- Flight: TMA 210
- Aircraft: DHC-6-300 Twin Otter
- Seat: Row 1
- Route: Male Velana International (MLE) Seaplane Terminal- W Maldives (WWW)
- Distance: 35 miles
- Flight Time: 33 minutes
- Departure: 9:19 AM
- Arrival: 9:52 AM
Once my significant other and I had collected our bags from the baggage carousel, we made our way outside to the terminal where we were greeted by a representative from the W Maldives. She immediately took hold of our checked bags and walked us towards the W Maldives transfer desk.
Since we were the only passengers going to the W Maldives on our Etihad flight, we were guided to the Trans Maldivian Airways check-in desk. Our passports were scanned and all of our bags were weighed before the boarding passes were printed.
Normally, there would have been a W Maldives bus to take us from the check-in area to the seaplane terminal but I think there was a miscommunication. Instead, we waited about ten minutes before a TMA SUV pulled up to whisk us away.
The drive from the main airport terminal to the seaplane terminal took 10 minutes. We were greeted by the classic W sign in front of the dedicated lounge for W Maldives customers.
The lounge was one large room with a variety of sofas, chairs, and bar stools. It was nicely air conditioned and very comfortable after escaping the humidity outside. We would be the only passengers in the lounge for the next 45 minutes until a Emirates and Qatar Airways flight would arrive.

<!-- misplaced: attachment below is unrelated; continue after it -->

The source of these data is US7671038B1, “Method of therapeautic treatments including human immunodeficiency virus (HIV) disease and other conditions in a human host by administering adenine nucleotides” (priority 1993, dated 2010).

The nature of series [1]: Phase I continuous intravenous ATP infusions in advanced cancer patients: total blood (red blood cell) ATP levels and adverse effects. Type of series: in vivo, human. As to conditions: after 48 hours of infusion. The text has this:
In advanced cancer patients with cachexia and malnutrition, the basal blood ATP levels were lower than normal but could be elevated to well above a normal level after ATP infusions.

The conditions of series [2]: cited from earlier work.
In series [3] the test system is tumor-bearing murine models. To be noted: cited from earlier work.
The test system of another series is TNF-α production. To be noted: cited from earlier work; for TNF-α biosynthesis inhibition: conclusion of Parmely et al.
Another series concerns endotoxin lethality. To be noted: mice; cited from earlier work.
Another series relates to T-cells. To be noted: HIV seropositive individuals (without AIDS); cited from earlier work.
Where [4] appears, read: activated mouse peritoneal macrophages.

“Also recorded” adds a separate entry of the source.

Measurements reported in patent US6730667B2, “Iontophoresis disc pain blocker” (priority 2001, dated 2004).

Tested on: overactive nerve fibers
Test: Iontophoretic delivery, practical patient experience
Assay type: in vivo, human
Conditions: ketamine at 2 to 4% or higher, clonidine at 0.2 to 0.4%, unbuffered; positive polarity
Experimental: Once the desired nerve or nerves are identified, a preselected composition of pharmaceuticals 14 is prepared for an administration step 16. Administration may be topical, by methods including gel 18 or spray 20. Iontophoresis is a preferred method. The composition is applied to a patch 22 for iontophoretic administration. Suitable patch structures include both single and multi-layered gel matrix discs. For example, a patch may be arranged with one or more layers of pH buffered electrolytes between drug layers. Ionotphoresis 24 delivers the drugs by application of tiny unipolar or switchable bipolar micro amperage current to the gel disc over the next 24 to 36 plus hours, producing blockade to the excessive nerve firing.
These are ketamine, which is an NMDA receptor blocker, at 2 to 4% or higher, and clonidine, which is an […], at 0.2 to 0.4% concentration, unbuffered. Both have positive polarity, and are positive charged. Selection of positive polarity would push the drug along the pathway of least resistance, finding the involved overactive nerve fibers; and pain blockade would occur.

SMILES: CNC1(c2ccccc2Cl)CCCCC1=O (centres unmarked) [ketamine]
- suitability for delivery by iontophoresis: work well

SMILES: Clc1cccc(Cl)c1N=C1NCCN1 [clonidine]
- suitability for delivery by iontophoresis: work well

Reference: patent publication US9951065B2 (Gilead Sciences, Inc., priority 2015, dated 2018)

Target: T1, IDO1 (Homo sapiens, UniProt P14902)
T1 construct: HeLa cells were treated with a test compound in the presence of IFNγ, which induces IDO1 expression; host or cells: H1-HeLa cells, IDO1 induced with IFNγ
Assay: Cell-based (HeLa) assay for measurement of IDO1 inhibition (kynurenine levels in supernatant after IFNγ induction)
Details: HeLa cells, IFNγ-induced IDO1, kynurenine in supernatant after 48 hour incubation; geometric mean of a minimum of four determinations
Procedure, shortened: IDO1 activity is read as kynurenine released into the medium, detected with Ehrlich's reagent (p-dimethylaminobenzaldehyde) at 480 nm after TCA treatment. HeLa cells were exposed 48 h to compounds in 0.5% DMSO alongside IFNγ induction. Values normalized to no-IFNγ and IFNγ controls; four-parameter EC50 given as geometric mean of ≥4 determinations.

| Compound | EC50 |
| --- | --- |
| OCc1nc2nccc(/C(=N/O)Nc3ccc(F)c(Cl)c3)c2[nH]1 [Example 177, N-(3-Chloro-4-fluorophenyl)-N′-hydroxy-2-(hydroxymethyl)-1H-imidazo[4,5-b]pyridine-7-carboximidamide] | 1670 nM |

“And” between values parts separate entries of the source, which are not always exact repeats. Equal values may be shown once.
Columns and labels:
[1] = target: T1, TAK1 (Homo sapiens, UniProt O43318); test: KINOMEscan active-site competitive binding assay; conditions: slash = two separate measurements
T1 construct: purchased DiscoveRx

Next to the entrance was a small food area with pre-packaged snacks and drinks. The lounge staff also offered to make us some coffee or tea.
Drink options included a variety of sodas (Coke products), juice boxes, and water.
There was also milk, cereal, and some fresh fruit.
Prepackaged snack options included chocolate covered almonds, gummy fruits, and a spicy Thai snack mix.
There were also some cookies and muffins.
While checking in with Trans Maldivian Airways, we were also given a travel hygiene kit which included two face masks, hand sanitizer, and some antiseptic wipes.
An hour and a half later, a total of 12 other passengers arrived in the lounge. We were all checked in directly in the lounge by the staff and once that process was completed, we were walked to the seaplane dock.
Our DHC-6-300 Twin Otter today, registration 8Q-TMR, was built all the way back in 1969 and had flown for multiple airlines including Trans Australian Airlines, Air Queensland, Sunstate Airlines, and various private operators. In 2006, she was sold to TMA and had been flying with them since.
Interestingly, 8Q-TMR was involved in a landing accident in October 2020 when she collided with a boat.
All of our bags were loaded in the rear of the aircraft and all passengers boarded via the rear doors.
There were a total of 15 seats onboard the DHC-6-300 Twin Otters arranged in a 1-2 configuration across five rows. Pitch and width were incredibly tight due to how small the cabin was.
As the first to board, we managed to snag the first row of the aircraft which offered an incredible unobstructed view of the flight deck.
Each side of the cabin also had a fan which circulated the air in the stuffy cabin.
Boarding was done at 9:13AM and the crew member at the rear of the aircraft made his way to the front of the cabin to give a brief safety demonstration. He also informed us that masks were mandatory for the entire duration of the flight. We began our pushback at 9:20AM and a long seven minutes later (the cabin was so hot) we took off bound for the W Maldives.
We passed by quiet a few resorts and atolls on our way.
As we neared the W Maldives and the resort came into view on the port side of the turboprop.
We then made a sharp right turn and landed in the remote seaplane aerodrome.
All passengers deplaned onto a small wooden floating dock where we waited for the boat to bring us to the main island.
The boat came about five minutes later and we quickly got out of the sun.
Once everything was loaded, the boat whisked us away from the dock for the W Maldives where we were greeted by waving staff members.